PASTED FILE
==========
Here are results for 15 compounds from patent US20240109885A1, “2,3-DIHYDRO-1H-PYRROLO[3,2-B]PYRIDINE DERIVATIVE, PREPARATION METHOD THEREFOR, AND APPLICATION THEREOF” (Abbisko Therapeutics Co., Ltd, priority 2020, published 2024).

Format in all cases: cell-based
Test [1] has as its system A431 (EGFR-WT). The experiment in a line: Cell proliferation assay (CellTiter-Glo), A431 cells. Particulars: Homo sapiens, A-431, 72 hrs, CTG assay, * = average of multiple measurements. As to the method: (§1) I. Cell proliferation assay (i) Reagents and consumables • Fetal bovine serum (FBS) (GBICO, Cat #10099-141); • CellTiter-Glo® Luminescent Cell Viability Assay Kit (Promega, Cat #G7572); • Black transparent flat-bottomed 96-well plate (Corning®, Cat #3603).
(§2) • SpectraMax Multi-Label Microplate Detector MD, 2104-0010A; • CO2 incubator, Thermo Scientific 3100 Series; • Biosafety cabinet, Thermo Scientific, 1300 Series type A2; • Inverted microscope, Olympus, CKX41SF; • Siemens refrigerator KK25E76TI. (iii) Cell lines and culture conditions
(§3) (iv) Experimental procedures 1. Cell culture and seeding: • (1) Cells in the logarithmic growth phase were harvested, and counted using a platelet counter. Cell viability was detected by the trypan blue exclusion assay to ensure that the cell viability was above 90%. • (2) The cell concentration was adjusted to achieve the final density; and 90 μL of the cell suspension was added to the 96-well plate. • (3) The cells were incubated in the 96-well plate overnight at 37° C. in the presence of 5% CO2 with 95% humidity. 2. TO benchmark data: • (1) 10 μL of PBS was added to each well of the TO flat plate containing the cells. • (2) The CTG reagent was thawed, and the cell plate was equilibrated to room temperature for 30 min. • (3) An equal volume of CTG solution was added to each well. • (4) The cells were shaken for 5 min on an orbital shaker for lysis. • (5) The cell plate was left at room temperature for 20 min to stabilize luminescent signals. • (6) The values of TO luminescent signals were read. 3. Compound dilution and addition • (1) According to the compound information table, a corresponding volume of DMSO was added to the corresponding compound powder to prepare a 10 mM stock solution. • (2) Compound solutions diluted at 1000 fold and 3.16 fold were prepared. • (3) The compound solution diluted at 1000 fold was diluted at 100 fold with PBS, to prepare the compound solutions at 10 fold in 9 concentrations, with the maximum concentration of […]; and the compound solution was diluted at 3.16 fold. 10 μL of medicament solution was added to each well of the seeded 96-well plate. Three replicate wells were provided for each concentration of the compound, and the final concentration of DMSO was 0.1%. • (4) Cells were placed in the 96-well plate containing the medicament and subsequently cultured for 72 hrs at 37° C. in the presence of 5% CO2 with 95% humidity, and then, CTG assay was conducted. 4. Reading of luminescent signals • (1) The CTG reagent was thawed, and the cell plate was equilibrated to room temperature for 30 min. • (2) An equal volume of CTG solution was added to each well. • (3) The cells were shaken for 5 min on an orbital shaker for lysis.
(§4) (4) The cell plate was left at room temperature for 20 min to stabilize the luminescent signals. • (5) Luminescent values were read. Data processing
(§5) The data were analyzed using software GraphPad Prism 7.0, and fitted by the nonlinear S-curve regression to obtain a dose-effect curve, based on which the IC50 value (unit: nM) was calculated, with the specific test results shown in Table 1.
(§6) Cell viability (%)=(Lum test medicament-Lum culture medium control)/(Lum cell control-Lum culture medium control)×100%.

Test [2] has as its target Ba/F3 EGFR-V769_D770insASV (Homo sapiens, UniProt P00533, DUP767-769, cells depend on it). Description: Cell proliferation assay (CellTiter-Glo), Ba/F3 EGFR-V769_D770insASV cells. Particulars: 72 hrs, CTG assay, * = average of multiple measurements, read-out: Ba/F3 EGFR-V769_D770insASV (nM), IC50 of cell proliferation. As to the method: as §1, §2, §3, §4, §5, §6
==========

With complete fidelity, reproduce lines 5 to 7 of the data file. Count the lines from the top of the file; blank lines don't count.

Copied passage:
(§3) (iv) Experimental procedures 1. Cell culture and seeding: • (1) Cells in the logarithmic growth phase were harvested, and counted using a platelet counter. Cell viability was detected by the trypan blue exclusion assay to ensure that the cell viability was above 90%. • (2) The cell concentration was adjusted to achieve the final density; and 90 μL of the cell suspension was added to the 96-well plate. • (3) The cells were incubated in the 96-well plate overnight at 37° C. in the presence of 5% CO2 with 95% humidity. 2. TO benchmark data: • (1) 10 μL of PBS was added to each well of the TO flat plate containing the cells. • (2) The CTG reagent was thawed, and the cell plate was equilibrated to room temperature for 30 min. • (3) An equal volume of CTG solution was added to each well. • (4) The cells were shaken for 5 min on an orbital shaker for lysis. • (5) The cell plate was left at room temperature for 20 min to stabilize luminescent signals. • (6) The values of TO luminescent signals were read. 3. Compound dilution and addition • (1) According to the compound information table, a corresponding volume of DMSO was added to the corresponding compound powder to prepare a 10 mM stock solution. • (2) Compound solutions diluted at 1000 fold and 3.16 fold were prepared. • (3) The compound solution diluted at 1000 fold was diluted at 100 fold with PBS, to prepare the compound solutions at 10 fold in 9 concentrations, with the maximum concentration of […]; and the compound solution was diluted at 3.16 fold. 10 μL of medicament solution was added to each well of the seeded 96-well plate. Three replicate wells were provided for each concentration of the compound, and the final concentration of DMSO was 0.1%. • (4) Cells were placed in the 96-well plate containing the medicament and subsequently cultured for 72 hrs at 37° C. in the presence of 5% CO2 with 95% humidity, and then, CTG assay was conducted. 4. Reading of luminescent signals • (1) The CTG reagent was thawed, and the cell plate was equilibrated to room temperature for 30 min. • (2) An equal volume of CTG solution was added to each well. • (3) The cells were shaken for 5 min on an orbital shaker for lysis.
(§4) (4) The cell plate was left at room temperature for 20 min to stabilize the luminescent signals. • (5) Luminescent values were read. Data processing
(§5) The data were analyzed using software GraphPad Prism 7.0, and fitted by the nonlinear S-curve regression to obtain a dose-effect curve, based on which the IC50 value (unit: nM) was calculated, with the specific test results shown in Table 1.